Stem cell-derived interneuron transplants as a treatment for schizophrenia: preclinical validation in a rodent model

A lot of news stories have been written about the potential of stem cells in treating disease. This is one of the few stories that we’ve seen that focuses on potential psychiatric treatments. While it is still very early in the research, we are encouraged by the research that has been done and the potential for cures that might arise from this line of research. Here is news about a new study in this area:

An increasing literature suggests that schizophrenia is associated with a reduction in hippocampal interneuron function. Thus, we posit that stem cell-derived interneuron transplants may be an effective therapeutic strategy to reduce hippocampal hyperactivity and attenuate behavioral deficits in schizophrenia.

Here we used a dual-reporter embryonic stem cell line to generate enriched populations of parvalbumin (PV)- or somatostatin (SST)-positive interneurons, which were transplanted into the ventral hippocampus of the methylazoxymethanol rodent model of schizophrenia.

These interneuron transplants integrate within the existing circuitry, reduce hippocampal hyperactivity and normalize aberrant dopamine neuron activity. Further, interneuron transplants alleviate behaviors that model negative and cognitive symptoms, including deficits in social interaction and cognitive inflexibility. Interestingly, PV- and SST-enriched transplants produced differential effects on behavior, with PV-enriched populations effectively normalizing all the behaviors examined.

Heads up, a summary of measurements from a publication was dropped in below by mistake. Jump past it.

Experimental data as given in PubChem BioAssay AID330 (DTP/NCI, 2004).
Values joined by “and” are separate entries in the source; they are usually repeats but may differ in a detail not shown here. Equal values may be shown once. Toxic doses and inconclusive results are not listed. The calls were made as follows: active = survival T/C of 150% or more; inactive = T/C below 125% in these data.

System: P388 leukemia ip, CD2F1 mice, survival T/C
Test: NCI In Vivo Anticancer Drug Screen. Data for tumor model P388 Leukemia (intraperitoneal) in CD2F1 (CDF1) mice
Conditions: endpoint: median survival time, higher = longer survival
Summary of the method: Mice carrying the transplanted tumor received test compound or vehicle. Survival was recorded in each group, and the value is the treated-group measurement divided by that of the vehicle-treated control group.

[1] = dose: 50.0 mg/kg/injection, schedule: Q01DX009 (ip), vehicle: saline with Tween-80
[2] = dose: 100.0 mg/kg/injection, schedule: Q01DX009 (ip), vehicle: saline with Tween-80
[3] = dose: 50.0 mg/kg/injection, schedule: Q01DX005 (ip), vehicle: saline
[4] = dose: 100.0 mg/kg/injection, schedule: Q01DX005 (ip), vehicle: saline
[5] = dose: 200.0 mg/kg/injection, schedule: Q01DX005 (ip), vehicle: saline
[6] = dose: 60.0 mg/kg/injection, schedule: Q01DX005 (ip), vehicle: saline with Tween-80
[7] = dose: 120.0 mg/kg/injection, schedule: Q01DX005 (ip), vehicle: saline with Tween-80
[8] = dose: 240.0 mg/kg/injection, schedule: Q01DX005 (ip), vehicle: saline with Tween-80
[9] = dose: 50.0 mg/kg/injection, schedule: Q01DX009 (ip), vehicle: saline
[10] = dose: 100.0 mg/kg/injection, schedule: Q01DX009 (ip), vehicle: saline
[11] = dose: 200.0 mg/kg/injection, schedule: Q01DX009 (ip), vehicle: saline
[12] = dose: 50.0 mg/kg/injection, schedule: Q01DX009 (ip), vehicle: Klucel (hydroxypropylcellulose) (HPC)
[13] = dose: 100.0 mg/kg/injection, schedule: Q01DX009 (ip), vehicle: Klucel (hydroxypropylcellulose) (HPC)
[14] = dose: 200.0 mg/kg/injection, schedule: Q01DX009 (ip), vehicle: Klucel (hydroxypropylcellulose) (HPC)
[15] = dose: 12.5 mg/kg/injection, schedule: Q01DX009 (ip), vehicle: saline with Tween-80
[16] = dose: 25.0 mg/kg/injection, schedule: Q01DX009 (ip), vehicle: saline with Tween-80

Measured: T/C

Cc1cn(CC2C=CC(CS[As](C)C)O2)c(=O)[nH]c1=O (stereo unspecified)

These data suggest that the stem cell-derived interneuron transplants may represent a novel therapeutic strategy for schizophrenia.


When is this going to deliver to human beings…

At last, it’s been a while since I posted a question on Quora asking why stem cells aren’t used to treat schizophrenia. I’m aware this is a tough one, because the neurological biomarkers are eclectic and numerous among different types of schizophrenia, but still, it’s worth a shot. I’m waiting for clinical trials to begin during the next 5 years, that’s my prediction.